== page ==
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I love psychology. I minored in it in college and for a while seriously considered becoming a psychiatrist because of my desire to learn about the mind. When I first heard about the pioneering work of psychologist Martin Seligman, a professor at the University of Pennsylvania, I wanted to get on a plane, find him, and embrace him. He has devoted his career to studying uplifting traits such as optimism, peace of mind, and happiness, which help us navigate life without mental and emotional impairment.

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Superhealing & Positive Emotions

Establishing a positive emotional state is one of the foundations of superhealing, for it aligns the mind with the true nature of the spirit. “Cheerfulness is the best promoter of health,” said Joseph Addison, “and is as friendly to the mind as to the body.” The field of positive psychology studies how to create conditions for peak performance and emotional resilience. From time immemorial we’ve known that positive emotions are antidotes to problems associated with negative emotions. The approach of positive psychology is to understand the underlying mechanisms of coping and uplifting.

Whenever we talk about positive and negative feelings, there are bound to be a lot of misconceptions. So I want to emphasize that it is important to be authentic about your feelings: don’t suppress or deny negative emotions, but don’t dwell on them or get stuck in feeling bad. If you’re feeling down, acknowledge it and work on generating a better feeling. Focus on the good. Just this one step can improve your quality of life and health. It is important to move in the direction of positive thinking because of the clear-cut physiological and psychological advantages, especially in the long run.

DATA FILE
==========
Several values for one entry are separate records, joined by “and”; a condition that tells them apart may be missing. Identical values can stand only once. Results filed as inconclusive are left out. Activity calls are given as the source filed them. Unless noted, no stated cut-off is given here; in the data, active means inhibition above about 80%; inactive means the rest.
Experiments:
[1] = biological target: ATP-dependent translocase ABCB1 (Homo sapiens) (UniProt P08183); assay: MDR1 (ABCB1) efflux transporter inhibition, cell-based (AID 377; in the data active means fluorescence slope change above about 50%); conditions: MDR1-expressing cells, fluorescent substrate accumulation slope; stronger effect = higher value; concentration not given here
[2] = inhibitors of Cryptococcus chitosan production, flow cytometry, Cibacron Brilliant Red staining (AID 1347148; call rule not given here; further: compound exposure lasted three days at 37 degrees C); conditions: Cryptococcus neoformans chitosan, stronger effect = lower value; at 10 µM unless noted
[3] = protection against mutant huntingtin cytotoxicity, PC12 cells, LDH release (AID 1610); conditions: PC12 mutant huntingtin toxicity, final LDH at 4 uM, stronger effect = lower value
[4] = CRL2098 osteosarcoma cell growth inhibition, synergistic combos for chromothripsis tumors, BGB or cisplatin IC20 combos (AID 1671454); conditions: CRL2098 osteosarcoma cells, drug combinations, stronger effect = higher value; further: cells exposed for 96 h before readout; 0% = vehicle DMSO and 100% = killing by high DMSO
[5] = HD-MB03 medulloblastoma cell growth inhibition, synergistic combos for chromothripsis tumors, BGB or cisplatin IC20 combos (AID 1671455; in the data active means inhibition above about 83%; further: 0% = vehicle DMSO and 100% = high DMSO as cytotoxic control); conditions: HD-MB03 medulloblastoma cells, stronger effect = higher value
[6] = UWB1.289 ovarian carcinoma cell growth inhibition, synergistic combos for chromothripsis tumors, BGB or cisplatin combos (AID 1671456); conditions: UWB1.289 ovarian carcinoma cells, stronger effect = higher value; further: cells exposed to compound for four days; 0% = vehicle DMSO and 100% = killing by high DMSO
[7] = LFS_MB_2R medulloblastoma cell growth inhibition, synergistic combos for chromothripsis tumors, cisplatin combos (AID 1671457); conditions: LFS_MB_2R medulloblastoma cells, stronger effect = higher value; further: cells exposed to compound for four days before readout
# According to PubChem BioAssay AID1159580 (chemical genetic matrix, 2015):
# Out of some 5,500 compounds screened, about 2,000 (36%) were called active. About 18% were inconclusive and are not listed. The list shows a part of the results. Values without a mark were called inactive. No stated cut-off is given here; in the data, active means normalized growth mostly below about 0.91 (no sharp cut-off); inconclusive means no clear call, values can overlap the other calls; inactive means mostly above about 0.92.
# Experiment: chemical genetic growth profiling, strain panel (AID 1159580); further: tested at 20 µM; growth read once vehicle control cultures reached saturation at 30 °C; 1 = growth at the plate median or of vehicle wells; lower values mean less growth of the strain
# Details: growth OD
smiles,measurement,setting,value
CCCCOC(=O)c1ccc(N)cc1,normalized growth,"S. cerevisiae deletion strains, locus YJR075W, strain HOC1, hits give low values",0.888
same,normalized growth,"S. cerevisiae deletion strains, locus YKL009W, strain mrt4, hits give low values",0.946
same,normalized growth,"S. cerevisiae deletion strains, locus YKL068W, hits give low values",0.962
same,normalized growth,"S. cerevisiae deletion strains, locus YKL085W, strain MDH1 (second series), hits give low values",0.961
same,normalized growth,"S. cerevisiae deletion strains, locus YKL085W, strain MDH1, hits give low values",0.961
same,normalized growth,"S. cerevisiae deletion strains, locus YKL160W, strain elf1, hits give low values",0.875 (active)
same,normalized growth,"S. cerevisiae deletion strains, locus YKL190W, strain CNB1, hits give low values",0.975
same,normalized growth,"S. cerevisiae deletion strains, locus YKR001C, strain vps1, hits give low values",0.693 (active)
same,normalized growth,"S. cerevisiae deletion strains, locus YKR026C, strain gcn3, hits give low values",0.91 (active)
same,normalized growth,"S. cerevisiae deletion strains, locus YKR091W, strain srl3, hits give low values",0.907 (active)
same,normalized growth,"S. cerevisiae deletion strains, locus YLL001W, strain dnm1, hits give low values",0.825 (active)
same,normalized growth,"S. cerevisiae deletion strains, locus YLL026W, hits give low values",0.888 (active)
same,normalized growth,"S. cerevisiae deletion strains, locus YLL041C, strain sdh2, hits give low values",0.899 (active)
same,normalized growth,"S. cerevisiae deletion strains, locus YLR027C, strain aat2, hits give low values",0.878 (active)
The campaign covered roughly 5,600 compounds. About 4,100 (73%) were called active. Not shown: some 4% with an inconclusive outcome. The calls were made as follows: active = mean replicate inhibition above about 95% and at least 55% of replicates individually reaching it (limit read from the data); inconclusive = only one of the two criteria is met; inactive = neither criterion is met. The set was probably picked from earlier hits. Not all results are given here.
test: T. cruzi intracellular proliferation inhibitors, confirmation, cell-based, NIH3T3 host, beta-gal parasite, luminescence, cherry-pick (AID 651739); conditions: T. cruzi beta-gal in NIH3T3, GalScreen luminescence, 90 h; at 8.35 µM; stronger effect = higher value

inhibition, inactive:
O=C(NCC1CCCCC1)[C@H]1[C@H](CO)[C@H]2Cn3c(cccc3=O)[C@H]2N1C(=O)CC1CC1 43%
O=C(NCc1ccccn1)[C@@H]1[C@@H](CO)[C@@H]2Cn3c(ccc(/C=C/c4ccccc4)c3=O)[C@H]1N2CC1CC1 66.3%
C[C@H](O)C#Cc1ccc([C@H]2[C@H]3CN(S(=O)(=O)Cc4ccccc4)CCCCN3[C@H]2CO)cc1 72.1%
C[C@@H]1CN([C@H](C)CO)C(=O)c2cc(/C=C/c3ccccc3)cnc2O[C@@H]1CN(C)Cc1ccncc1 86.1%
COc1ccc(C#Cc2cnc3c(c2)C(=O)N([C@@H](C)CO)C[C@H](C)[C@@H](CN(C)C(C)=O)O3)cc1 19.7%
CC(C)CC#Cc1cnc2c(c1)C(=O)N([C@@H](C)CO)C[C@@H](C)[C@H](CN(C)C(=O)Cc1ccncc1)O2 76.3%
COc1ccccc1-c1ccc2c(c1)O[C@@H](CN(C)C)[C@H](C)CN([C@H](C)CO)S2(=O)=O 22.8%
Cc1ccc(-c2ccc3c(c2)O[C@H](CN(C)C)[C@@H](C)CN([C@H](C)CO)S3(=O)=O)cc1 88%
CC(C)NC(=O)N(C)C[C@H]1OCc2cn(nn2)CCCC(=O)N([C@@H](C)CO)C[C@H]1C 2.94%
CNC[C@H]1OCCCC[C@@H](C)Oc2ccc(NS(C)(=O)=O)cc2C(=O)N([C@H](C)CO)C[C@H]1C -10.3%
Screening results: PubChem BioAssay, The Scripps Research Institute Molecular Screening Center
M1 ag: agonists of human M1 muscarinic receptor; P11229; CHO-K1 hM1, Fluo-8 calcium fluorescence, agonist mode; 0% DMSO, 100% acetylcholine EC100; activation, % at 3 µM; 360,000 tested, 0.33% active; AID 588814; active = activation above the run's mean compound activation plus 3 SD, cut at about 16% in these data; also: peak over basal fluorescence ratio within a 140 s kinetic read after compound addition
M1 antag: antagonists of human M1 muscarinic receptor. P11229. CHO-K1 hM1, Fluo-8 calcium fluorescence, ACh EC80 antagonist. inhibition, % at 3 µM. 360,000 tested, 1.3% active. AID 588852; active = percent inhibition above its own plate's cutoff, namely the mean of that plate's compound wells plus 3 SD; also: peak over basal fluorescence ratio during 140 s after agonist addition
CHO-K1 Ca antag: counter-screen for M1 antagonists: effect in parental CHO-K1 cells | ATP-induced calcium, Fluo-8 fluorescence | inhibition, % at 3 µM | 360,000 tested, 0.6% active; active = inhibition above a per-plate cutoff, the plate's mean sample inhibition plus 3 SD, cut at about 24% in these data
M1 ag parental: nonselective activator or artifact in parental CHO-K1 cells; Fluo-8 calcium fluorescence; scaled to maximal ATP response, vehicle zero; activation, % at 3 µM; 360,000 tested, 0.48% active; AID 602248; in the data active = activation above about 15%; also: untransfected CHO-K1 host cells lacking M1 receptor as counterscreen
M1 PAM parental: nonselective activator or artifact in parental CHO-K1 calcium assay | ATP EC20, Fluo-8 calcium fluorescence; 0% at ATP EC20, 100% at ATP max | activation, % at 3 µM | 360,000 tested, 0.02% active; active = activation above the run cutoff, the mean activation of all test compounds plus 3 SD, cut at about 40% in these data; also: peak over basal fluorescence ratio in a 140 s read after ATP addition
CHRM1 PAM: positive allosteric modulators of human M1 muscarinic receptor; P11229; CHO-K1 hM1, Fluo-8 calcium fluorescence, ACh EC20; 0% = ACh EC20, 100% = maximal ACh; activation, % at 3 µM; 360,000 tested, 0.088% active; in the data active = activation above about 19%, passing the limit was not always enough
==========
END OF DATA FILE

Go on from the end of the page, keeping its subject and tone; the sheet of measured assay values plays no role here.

Realistic vs Unrealistic Optimism

I’ve often heard the argument that optimistic people are acting like Pollyanna, a rather saccharine young orphan in a novel of the same name who had learned from her father, since deceased, to find something to appreciate in every situation. Some people view optimism as unrealistic and even delusional. Isn’t it interesting that realism is perceived as synonymous with negativity or unhappiness, whereas a positive outlook is believed to be unreal?

Whether positive thinking is good for you largely has to do with the intentions you are expressing. If you are in denial or suppressing your feelings, you are not being honest with yourself. Until you resolve the issues that your negative emotions are signaling require your attention, being superficially positive will not serve you.

Rewire Your Brain with Positive Emotions

Your highly adaptive brain cells have the ability to develop new neural networks. Even if you are a pessimist or locked in the throes of chronic stress, by working every day to change the tone of your thoughts and emotions, you can improve your health and well-being. You can train your mind to be optimistic and also to identify the patterns of thought that lead you to feel stress so you can interrupt them.

One of the most powerful beliefs you can develop is an underlying conviction of your ability to successfully manage situations that you perceive as stressful or threatening. Positive beliefs like this will enable you to transcend negative experiences.

Health and Psychological Benefits of Positive Emotions